ALL-ROUNDERS GO TO WAR
TRACER ATTACKED p32
When Yamaha’s rasping three-cylinder Tracer 900 arrived on the scene in 2015 it was an instant success. It captured the imagination of the bike-buying public and clinched MCN’S prestigious Best All-rounder award at the end of that year.
It won again last year, but for 2017 it faces its strongest competition yet. The Ducati Supersport, updated BMW F800GT and Yamaha are all gunning for the same kind of rider, who’s pining for a do-anything, go-anywhere, comfy, relatively lightweight machine with lots (but not too much) get up and go.
These all-rounders have similar sized engines, producing similar power outputs and weighing about the same. They’re designed for touring, scratching and everything in between, so we’re riding them across the UK to the rocky top of the towering Mam Tor (Mother Hill), near Castleton in Derbyshire’s Peak District.
Let’s remind ourselves why the Tracer 900 (formerly called the MT-09 Tracer) is such a hit. Chassis and engine-wise it’s not too far removed from the streetfighter-inspired naked base bike. And that spacious riding position, with its generous legroom and wide bars has an added dash of practicality with extra bodywork and a manually adjustable screen.
Yamaha’s MT-09 series of machines are all powered by the Japanese firm’s first inline three-cylinder motor since
the 1980s XS850. And this fruity, gruntladen, 113bhp, 847cc triple is the secret behind the Tracer 900’s instant success.
Exciting bikes have exciting engines and the Tracer’s powerplant is bursting with smooth, punchy power and a zesty soundtrack. It’s non-threatening, but there’s enough oomph to keep riders of any level happy. A light clutch, easy gearbox, traction control and electronic rider aids all add layers of sophistication and depth to the Tracer’s personality.
On the Peak’s switchbacks the Yamaha is fun, involving and agile. On the dual carriageways and towns to get there it’s light and easy to handle. Costing the sunny side of nine grand it’s a lot of bike for the money, so it’s little wonder the Yamaha is the easy, safe choice for anyone with their eye on a new allrounder. In many ways it’s the 21st century, pre-rr Honda CBR600 – the go-to bike for the discerning masses.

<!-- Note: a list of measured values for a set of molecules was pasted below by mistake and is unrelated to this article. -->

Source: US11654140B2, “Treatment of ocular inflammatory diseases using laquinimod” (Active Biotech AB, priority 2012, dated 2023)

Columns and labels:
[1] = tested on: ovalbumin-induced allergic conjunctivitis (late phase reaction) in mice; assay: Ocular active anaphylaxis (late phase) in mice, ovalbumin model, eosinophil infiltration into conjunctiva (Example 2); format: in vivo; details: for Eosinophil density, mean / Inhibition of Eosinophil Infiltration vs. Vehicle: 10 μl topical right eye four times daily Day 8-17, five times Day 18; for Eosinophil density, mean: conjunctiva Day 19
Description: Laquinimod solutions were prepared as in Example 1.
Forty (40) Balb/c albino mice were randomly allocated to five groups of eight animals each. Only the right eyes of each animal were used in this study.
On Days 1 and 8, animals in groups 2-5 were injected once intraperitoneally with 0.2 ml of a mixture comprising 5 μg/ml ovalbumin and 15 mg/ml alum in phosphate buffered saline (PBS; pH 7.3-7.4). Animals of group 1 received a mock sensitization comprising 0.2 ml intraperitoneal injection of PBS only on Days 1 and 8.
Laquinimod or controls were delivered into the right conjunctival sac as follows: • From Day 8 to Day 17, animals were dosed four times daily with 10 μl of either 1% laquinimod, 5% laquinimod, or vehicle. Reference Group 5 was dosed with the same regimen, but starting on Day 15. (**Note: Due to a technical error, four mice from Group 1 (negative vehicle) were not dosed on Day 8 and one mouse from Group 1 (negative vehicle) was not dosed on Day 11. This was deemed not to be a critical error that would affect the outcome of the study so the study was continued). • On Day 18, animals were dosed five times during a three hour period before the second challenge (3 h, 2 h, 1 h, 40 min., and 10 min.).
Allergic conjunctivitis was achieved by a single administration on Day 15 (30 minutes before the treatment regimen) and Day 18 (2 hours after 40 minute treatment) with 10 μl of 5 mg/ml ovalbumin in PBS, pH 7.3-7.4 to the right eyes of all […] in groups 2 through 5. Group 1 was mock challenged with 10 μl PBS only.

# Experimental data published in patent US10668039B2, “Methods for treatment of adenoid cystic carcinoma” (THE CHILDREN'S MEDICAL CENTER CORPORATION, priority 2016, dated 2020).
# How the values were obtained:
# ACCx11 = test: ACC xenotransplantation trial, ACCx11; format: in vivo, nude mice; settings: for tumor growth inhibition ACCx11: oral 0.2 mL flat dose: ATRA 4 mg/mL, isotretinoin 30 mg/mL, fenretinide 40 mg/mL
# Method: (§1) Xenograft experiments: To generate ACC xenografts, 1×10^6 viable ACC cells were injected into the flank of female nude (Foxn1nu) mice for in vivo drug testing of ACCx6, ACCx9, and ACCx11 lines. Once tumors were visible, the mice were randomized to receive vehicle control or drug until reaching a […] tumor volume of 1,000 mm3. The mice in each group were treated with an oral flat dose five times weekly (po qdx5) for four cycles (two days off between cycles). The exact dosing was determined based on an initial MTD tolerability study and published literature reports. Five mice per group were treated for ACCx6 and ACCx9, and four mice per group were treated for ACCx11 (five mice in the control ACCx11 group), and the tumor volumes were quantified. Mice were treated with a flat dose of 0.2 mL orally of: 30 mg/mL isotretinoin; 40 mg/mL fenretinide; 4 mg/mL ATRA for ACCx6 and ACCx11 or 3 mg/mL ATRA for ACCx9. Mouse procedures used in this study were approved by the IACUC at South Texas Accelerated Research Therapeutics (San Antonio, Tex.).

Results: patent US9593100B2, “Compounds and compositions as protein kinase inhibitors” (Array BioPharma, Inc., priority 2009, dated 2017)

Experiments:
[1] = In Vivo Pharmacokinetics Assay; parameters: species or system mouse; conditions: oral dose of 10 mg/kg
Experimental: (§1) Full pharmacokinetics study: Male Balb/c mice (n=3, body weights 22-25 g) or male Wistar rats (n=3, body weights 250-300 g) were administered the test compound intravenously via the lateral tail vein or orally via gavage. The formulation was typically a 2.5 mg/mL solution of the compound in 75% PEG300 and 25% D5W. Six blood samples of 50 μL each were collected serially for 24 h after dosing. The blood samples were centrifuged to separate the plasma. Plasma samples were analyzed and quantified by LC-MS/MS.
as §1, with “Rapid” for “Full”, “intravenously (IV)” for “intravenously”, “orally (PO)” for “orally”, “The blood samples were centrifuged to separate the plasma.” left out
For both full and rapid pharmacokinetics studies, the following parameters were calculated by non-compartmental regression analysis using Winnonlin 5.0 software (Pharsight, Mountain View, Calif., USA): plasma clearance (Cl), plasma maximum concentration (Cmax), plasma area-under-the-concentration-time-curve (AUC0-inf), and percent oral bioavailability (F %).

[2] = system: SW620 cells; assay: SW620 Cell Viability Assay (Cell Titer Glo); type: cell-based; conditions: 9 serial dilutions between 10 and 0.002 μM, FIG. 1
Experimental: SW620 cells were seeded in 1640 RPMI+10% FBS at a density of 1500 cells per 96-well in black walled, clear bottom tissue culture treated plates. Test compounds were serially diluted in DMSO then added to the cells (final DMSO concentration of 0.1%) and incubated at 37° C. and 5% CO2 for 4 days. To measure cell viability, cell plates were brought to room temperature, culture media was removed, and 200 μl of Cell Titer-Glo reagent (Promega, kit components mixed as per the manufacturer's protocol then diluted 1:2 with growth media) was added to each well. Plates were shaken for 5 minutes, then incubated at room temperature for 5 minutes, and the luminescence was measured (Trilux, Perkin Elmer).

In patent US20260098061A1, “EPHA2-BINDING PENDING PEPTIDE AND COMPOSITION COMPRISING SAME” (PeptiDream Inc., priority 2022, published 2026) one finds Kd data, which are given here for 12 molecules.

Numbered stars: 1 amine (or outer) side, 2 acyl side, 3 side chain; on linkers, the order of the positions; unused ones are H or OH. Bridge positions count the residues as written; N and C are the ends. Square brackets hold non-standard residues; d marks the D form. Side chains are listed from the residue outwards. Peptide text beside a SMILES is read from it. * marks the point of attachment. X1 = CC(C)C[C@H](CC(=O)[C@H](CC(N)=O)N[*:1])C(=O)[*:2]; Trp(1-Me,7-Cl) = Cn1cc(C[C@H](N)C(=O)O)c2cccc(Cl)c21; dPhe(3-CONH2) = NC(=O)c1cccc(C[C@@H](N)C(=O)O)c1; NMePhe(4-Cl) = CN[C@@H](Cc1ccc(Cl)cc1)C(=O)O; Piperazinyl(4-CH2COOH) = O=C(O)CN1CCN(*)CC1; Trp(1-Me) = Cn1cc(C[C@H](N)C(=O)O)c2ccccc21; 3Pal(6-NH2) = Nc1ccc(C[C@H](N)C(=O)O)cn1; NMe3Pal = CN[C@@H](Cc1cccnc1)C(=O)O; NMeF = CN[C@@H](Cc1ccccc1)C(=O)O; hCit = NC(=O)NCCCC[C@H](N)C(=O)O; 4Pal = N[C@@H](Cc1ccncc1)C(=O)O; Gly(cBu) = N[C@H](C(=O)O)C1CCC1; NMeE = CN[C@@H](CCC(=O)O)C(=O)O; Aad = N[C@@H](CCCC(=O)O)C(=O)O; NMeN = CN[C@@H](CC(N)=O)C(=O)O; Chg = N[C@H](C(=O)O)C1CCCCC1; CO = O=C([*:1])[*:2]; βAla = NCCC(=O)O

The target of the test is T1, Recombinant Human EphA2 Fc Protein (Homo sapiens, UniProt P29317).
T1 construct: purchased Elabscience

But it’s not all fluffy hilltop sheep. The throttle is snatchy in all but its soft B-mode and the chassis gets flustered when you push it. At very high speed the Yamaha breaks into a gentle weave, exacerbated by its wide, wind-catching bars and handguards. In the corners, the soft rear shock gives a bouncy ride and the overdamped front end promote understeer and vagueness when pushed.
Fit aftermarket tyres, shock and fork internals and you’ll banish the Yamaha’s handling woes, but it would be better if they weren’t there in the first place.
Although spaciously set, the Tracer’s Mt-09-derived pegs are rear-set, so your body is tilted down towards the fuel tank, supermoto-style when you grab the wide bars. After a few hours in the saddle you wish you’d opted for Yamaha’s accessory comfort seat and that’s not before the narrow, buffeting screen has given taller riders like me a headache.
Life is calmer on the new Supersport and, as you’d expect from a company with such racing heritage, handling and road-holding are its forte. Short, low, crisp and responsive, the Ducati behaves every inch like a razor-sharp supersport bike, but crucially it’s more comfortable than a race replica.